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Royals return home with 2-0 ALCS lead on Orioles

Manager Buck Showalter’s Orioles, who lost the first two games of this series at home, were 46-35 on the road this year. (Associated Press)
Manager Buck Showalter’s Orioles, who lost the first two games of this series at home, were 46-35 on the road this year. (Associated Press)
Dave Skretta Associated Press

KANSAS CITY, Mo. – Resilience and perseverance are two traits that have come to epitomize the Kansas City Royals, who’ve turned into a playoff force with their run of late-inning wins.

They’re two qualities that the Baltimore Orioles had better embrace.

After taking the first two games of the A.L. Championship Series at the bandbox known as Camden Yards, the Royals return to spacious Kauffman Stadium needing two more wins to reach the World Series in their first playoff appearance since winning it all in 1985.

Game 3 is tonight, with two more games on deck in Kansas City – the second of those only if needed. And make no mistake the Orioles are desperate to play all of them.

“You’ve got to win four games,” Baltimore manager Buck Showalter said. “You’ve got to keep from losing three. And that’s obviously oversimplifying it. But you look at teams that compete during the course of the season, they compete on the road, too.”

The Orioles were 46-35 on the road this season, a decent mark but by no means the same level of dominance that they exhibited at home. And now their power-hitting lineup has to try to punch balls over the outfield fence at one of the least homer-friendly ballparks in the game, a stadium that lends itself to the Royals’ strong suits: pitching and defense.

The Orioles will also have to overcome a daunting bit of history. Since the best-of-seven format was adopted 29 years ago, none of the previous 11 teams that dropped the first two games of a league championship series at home rallied to reach the World Series.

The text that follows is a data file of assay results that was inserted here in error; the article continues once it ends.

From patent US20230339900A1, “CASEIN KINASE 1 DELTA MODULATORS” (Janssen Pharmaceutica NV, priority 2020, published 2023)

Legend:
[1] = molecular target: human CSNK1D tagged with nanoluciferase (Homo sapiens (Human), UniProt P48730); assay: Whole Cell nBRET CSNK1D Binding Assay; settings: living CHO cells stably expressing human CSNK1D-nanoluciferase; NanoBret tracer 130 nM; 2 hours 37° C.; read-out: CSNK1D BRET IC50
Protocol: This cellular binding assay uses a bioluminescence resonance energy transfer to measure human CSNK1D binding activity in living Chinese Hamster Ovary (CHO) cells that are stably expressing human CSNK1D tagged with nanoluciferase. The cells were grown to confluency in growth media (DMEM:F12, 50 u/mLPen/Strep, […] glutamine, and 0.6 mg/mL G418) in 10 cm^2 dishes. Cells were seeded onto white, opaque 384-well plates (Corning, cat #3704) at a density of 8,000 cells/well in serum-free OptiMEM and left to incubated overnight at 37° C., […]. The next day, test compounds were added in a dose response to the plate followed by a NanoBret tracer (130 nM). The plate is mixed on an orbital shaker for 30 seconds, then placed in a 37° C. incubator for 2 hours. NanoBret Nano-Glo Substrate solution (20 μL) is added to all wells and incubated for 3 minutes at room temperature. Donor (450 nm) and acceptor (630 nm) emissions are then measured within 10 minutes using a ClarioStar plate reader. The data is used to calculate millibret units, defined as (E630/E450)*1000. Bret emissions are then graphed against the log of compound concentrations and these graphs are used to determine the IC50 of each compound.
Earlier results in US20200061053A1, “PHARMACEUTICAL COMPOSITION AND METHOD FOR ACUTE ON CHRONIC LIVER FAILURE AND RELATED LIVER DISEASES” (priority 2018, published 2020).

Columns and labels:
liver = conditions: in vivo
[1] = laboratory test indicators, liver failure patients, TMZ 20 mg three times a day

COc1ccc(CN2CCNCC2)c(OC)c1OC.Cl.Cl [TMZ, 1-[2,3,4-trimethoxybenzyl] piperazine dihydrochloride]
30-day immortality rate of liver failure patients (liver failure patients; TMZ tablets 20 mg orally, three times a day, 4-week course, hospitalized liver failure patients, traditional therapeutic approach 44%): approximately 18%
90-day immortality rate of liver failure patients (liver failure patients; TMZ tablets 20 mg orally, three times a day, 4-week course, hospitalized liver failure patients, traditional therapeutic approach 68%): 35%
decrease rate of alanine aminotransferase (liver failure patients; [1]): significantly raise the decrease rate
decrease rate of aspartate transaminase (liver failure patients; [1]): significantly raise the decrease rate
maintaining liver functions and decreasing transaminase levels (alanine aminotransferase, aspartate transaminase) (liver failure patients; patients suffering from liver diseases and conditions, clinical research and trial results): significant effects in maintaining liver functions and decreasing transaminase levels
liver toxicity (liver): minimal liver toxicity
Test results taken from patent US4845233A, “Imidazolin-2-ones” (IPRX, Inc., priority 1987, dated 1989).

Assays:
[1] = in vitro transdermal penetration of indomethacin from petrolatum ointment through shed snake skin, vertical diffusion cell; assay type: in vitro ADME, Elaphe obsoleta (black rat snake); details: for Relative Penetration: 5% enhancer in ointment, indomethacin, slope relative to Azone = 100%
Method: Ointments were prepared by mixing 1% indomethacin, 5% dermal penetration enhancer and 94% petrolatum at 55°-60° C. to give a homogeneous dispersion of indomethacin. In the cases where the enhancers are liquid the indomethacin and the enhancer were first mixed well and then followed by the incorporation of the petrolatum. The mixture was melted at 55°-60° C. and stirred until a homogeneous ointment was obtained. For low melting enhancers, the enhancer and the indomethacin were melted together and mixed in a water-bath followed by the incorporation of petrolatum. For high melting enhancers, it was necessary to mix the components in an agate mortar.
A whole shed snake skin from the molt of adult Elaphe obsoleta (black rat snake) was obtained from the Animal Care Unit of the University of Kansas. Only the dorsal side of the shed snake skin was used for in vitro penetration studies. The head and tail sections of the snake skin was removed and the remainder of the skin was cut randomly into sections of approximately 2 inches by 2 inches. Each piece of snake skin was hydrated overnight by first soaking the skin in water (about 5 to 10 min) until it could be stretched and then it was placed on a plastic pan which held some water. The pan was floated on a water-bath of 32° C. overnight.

“We’re grown men. We’re not little kids who need to sit in a circle and play ‘Duck, Duck, Goose,’ ” Orioles outfielder Adam Jones said, when asked whether there would be any special pep talks before the game.

Wei-Yin Chen starts for the Orioles against former Baltimore pitcher Jeremy Guthrie.

While the O’s are trying to buck history, the Royals have been making some.

The same club that languished below .500 in late July has seemingly become invincible when the game is on the line. The Royals became the first team in major league history to win four playoff games in extra innings with their 8-6, 10-inning triumph in Game 1 on Friday night, and then added another chapter to their memorable postseason in Game 2 on Saturday.

After the Orioles kept rallying to tie the game, Alcides Escobar delivered a go-ahead double in the ninth inning that propelled Kansas City to a 6-4 victory.

“Over the past few years we’ve played a lot of close games,” Royals closer Greg Holland said. “The reason we’re here now is we’ve learned how to win those games.”

Beginning with their rally from a four-run deficit in the eighth inning of their wild-card game against Oakland, and right through a pair of extra-inning wins over the Angels in the divisional round, the Royals have thrived when the game is in the balance.

It helps that they have one of the best bullpens in baseball. Kelvin Herrera, Wade Davis and Holland have been just as dynamic in the playoffs as they were in the regular season. And considering that neither the Royals nor Orioles have had a starter go deep in a game yet, the play of both bullpens already has proven pivotal.

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